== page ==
Patient data is one of the most sensitive and protected forms of data available. Therefore, any platform dealing with health data must adhere to the data privacy regulations of their local country, and globally if developing a worldwide app.
For instance, health data in the US is covered by the Health Insurance Portability and Accountability Act (HIPAA).
Under this, any company handling health data must:
- Ensure data remains confidential and available to the patient at all times.
- Protect health data from anticipated threats or hazards to data security, as well as unauthorized disclosure or misuse.
- Ensure all parts of an organization – including applications – are HIPAA compliant.
When you create a telehealth platform remember about compliance.
In the EU, information relating to health is considered “Special Category Data” and must be handled securely as governed by the General Data Production Regulations (GDPR).
Under GDPR, this data should not be disclosed without the patient’s permission. Respectively, data handlers should protect this information from unauthorized access, loss, and theft.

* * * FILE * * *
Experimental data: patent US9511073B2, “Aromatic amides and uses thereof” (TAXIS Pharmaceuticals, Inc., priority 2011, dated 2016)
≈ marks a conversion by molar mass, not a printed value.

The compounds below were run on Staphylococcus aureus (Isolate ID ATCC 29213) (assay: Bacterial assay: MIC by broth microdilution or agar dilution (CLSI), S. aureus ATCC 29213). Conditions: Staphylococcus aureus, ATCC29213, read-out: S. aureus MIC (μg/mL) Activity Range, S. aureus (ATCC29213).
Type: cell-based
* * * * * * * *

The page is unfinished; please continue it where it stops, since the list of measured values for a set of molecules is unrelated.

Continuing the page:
Understand the technologies that telehealth platforms are based on
There are several technologies that telehealth solutions are founded upon. Telehealth developers must be familiar with each of these and understand how they can be used within their applications.
- Artificial Intelligence – refers to the ability of computers to carry out tasks independently from humans. AI has a wide array of applications within healthcare – from predictive algorithms, to smart inventory management and calendar optimization. The possibilities are endless.
- Internet of Things (IoT) – relates to the use of interconnected devices and sensors that share data for analysis. Telehealth uses smart sensors to monitor patient data, such as heart rate, step count, and activity. This information can be stored on a telehealth app and shared with medical professionals to improve care.